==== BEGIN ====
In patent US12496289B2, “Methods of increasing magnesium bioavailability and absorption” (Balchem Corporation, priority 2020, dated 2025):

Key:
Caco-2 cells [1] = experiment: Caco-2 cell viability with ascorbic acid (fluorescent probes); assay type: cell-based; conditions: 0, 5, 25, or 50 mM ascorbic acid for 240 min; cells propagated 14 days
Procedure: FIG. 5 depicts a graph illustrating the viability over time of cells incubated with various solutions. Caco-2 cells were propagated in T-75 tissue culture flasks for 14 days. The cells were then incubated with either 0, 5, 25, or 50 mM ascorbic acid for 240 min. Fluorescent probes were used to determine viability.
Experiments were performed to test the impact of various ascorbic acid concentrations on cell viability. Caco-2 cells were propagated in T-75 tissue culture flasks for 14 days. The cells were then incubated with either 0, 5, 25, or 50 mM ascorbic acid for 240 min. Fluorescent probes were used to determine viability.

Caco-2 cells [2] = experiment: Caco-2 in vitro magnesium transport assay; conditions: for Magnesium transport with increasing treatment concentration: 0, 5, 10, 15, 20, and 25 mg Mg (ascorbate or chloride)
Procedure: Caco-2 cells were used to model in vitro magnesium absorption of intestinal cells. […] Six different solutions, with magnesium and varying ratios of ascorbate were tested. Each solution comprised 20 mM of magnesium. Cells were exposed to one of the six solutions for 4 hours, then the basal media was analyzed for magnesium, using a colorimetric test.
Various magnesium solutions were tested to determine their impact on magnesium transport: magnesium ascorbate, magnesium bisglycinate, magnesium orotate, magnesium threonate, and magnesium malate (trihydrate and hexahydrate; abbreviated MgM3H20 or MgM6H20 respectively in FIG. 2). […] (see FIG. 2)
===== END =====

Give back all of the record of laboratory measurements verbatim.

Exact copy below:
In patent US12496289B2, “Methods of increasing magnesium bioavailability and absorption” (Balchem Corporation, priority 2020, dated 2025):

Key:
Caco-2 cells [1] = experiment: Caco-2 cell viability with ascorbic acid (fluorescent probes); assay type: cell-based; conditions: 0, 5, 25, or 50 mM ascorbic acid for 240 min; cells propagated 14 days
Procedure: FIG. 5 depicts a graph illustrating the viability over time of cells incubated with various solutions. Caco-2 cells were propagated in T-75 tissue culture flasks for 14 days. The cells were then incubated with either 0, 5, 25, or 50 mM ascorbic acid for 240 min. Fluorescent probes were used to determine viability.
Experiments were performed to test the impact of various ascorbic acid concentrations on cell viability. Caco-2 cells were propagated in T-75 tissue culture flasks for 14 days. The cells were then incubated with either 0, 5, 25, or 50 mM ascorbic acid for 240 min. Fluorescent probes were used to determine viability.

Caco-2 cells [2] = experiment: Caco-2 in vitro magnesium transport assay; conditions: for Magnesium transport with increasing treatment concentration: 0, 5, 10, 15, 20, and 25 mg Mg (ascorbate or chloride)
Procedure: Caco-2 cells were used to model in vitro magnesium absorption of intestinal cells. […] Six different solutions, with magnesium and varying ratios of ascorbate were tested. Each solution comprised 20 mM of magnesium. Cells were exposed to one of the six solutions for 4 hours, then the basal media was analyzed for magnesium, using a colorimetric test.
Various magnesium solutions were tested to determine their impact on magnesium transport: magnesium ascorbate, magnesium bisglycinate, magnesium orotate, magnesium threonate, and magnesium malate (trihydrate and hexahydrate; abbreviated MgM3H20 or MgM6H20 respectively in FIG. 2). […] (see FIG. 2)